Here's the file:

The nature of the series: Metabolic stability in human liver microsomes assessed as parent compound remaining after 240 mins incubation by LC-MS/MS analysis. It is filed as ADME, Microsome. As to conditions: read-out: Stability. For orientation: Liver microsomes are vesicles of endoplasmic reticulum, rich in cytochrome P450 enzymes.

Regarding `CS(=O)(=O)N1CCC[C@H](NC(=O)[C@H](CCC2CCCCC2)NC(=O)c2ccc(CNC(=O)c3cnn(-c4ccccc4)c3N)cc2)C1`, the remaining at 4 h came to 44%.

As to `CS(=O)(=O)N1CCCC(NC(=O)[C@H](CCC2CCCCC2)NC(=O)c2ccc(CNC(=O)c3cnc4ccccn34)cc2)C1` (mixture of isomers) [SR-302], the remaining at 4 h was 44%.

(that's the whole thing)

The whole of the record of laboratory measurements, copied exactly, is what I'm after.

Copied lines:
The nature of the series: Metabolic stability in human liver microsomes assessed as parent compound remaining after 240 mins incubation by LC-MS/MS analysis. It is filed as ADME, Microsome. As to conditions: read-out: Stability. For orientation: Liver microsomes are vesicles of endoplasmic reticulum, rich in cytochrome P450 enzymes.

Regarding `CS(=O)(=O)N1CCC[C@H](NC(=O)[C@H](CCC2CCCCC2)NC(=O)c2ccc(CNC(=O)c3cnn(-c4ccccc4)c3N)cc2)C1`, the remaining at 4 h came to 44%.

As to `CS(=O)(=O)N1CCCC(NC(=O)[C@H](CCC2CCCCC2)NC(=O)c2ccc(CNC(=O)c3cnc4ccccn34)cc2)C1` (mixture of isomers) [SR-302], the remaining at 4 h was 44%.